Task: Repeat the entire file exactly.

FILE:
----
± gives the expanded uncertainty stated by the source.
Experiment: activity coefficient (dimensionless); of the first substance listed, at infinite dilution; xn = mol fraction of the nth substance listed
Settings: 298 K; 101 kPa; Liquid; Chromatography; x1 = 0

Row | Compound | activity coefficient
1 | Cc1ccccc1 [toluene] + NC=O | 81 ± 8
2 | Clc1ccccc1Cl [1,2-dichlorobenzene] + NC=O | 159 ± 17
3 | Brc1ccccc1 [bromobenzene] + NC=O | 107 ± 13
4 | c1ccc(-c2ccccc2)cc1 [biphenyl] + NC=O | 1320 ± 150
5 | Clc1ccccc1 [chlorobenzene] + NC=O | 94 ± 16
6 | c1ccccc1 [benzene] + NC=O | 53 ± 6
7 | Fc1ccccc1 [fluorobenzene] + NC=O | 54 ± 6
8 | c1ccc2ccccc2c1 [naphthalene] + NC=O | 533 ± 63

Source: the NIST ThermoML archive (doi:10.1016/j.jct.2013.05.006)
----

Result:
± gives the expanded uncertainty stated by the source.
Experiment: activity coefficient (dimensionless); of the first substance listed, at infinite dilution; xn = mol fraction of the nth substance listed
Settings: 298 K; 101 kPa; Liquid; Chromatography; x1 = 0

Row | Compound | activity coefficient
1 | Cc1ccccc1 [toluene] + NC=O | 81 ± 8
2 | Clc1ccccc1Cl [1,2-dichlorobenzene] + NC=O | 159 ± 17
3 | Brc1ccccc1 [bromobenzene] + NC=O | 107 ± 13
4 | c1ccc(-c2ccccc2)cc1 [biphenyl] + NC=O | 1320 ± 150
5 | Clc1ccccc1 [chlorobenzene] + NC=O | 94 ± 16
6 | c1ccccc1 [benzene] + NC=O | 53 ± 6
7 | Fc1ccccc1 [fluorobenzene] + NC=O | 54 ± 6
8 | c1ccc2ccccc2c1 [naphthalene] + NC=O | 533 ± 63

Source: the NIST ThermoML archive (doi:10.1016/j.jct.2013.05.006)